#PhoneBreakUp: It’s Over


So I broke up with my phone. You can read more about my initial journey by going to the category on my blog entitled How to Break Up With Your Phone. I use it mainly for listening to podcasts and tracking my runs with an occasional glance at the news. And, of course, I watch Stephen Colbert and John Oliver with my morning tea. I have a controllable relationship with Instagram, and I no longer feel addicted to my iPhone.

I worked through about half of the book “How to Break Up With Your Phone” and then I went on vacation. My little camping spot by the brook on the Blue Ridge Parkway featured no cell coverage, so I was forced to unplug for several days. I was able to check in on occasion but the forced hiatus broke the spell. I haven’t really gone back to using Facebook much at all, and I deactivated my account a week or so ago. I’m downloading my data right now. For more on how to break up with Facebook, read this article. It’s not easy. But leaving is always a process, isn’t it?


I’ve left Facebook before, but this time feels different. I actually left because I got bored with it. By the time I made the decision, I was checking it every two days or so and actually getting irritated when people contacted me there because I don’t check it often enough. In order to stop the contacts on Facebook that were getting missed, I decided I needed to close the door. I am on Instagram as @midlifemoments. It’s the kinder, gentler, non-addictive social media network.

So now I go about my day texting photos to friends and talking to them when they reach out to me or vice versa. I struggle sometimes to figure out how to kill time, but there’s always a way to mindlessly engage with the world. When I’m really bored, I take my dog for a walk or go to bed early and read. I’ve read several books which is something I had long since quit doing. I’m attending a writing conference this weekend, and I hope to meet some other people who spend their time creating instead of browsing.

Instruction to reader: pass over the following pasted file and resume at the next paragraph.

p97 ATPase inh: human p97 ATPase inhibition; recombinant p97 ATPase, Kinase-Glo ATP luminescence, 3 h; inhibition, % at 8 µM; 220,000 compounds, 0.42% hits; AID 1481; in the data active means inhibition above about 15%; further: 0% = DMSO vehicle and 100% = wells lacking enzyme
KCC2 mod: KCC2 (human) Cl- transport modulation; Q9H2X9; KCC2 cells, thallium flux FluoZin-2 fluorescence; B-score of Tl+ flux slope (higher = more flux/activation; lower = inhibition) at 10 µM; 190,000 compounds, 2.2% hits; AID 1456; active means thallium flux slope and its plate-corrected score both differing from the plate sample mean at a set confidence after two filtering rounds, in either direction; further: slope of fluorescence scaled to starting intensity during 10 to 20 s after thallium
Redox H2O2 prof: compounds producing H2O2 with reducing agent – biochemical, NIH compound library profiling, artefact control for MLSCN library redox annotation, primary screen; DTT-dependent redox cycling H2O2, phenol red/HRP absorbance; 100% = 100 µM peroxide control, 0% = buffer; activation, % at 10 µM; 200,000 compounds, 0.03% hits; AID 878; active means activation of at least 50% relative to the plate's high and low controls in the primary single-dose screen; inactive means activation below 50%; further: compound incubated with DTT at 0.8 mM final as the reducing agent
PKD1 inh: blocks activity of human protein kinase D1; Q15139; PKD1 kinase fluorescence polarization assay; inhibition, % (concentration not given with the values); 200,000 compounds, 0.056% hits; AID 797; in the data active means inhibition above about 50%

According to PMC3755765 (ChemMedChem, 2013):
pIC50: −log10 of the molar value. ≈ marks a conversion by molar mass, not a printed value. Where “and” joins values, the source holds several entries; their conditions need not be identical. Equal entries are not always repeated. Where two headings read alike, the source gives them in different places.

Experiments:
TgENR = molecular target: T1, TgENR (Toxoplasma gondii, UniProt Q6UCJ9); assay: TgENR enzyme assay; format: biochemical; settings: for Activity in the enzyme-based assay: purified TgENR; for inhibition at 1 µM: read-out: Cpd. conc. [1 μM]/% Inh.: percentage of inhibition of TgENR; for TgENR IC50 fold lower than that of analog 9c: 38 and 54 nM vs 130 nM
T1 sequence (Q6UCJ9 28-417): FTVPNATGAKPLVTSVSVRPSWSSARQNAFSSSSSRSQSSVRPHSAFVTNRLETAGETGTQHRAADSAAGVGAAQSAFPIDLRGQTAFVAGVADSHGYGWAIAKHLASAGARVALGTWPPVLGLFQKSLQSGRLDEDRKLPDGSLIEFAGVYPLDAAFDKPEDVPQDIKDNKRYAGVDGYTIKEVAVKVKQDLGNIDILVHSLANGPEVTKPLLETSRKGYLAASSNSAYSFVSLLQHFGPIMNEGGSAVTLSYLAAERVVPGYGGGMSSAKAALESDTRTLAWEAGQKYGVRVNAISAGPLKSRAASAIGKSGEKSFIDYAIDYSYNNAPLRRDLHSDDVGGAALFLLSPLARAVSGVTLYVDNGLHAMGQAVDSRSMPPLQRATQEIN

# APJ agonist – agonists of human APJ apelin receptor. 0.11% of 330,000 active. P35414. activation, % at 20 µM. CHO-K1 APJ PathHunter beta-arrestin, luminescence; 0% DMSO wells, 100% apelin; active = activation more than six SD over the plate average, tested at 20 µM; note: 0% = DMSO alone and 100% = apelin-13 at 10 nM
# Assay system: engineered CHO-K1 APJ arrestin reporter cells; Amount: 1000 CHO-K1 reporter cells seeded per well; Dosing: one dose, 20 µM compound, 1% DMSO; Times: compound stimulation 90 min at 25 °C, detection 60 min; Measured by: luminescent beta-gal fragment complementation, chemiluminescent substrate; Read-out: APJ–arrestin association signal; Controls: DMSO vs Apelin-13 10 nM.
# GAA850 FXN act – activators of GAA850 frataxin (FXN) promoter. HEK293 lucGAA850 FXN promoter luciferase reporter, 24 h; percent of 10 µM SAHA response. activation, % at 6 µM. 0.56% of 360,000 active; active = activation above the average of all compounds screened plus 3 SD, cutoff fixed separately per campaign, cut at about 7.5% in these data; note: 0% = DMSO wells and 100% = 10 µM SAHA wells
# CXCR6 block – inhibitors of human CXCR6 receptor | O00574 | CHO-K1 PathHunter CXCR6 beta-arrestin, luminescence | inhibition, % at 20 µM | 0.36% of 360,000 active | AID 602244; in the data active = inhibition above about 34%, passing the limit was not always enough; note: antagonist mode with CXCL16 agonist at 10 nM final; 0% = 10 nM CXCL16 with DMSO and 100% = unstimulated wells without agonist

The Universe has a sense of humor. As soon as I settled in to my healthy relationship with my phone, I got promoted. With the promotion came the requirement that I carry a work phone. I’ve gotten into the habit of stashing my personal phone during the day and only checking it when I go home for lunch or get a break. My work phone has no addictive apps on it, so I’m only focused on work – with the occasional search to see what’s happening in the media circus. No one away from work even has that number.

Life is good. #phonebreakup



One Comment on “#PhoneBreakUp: It’s Over

  1. Good for you for kicking the habit, Sharon! I need to wean myself more from Facebook as well, and maybe even get with the times and get an Instagram account. I do try to stop myself from picking up the phone and distracting myself when in line at the post office or during commercials on TV (yes, still old-fashioned that way, too!). Congrats on your promotion!

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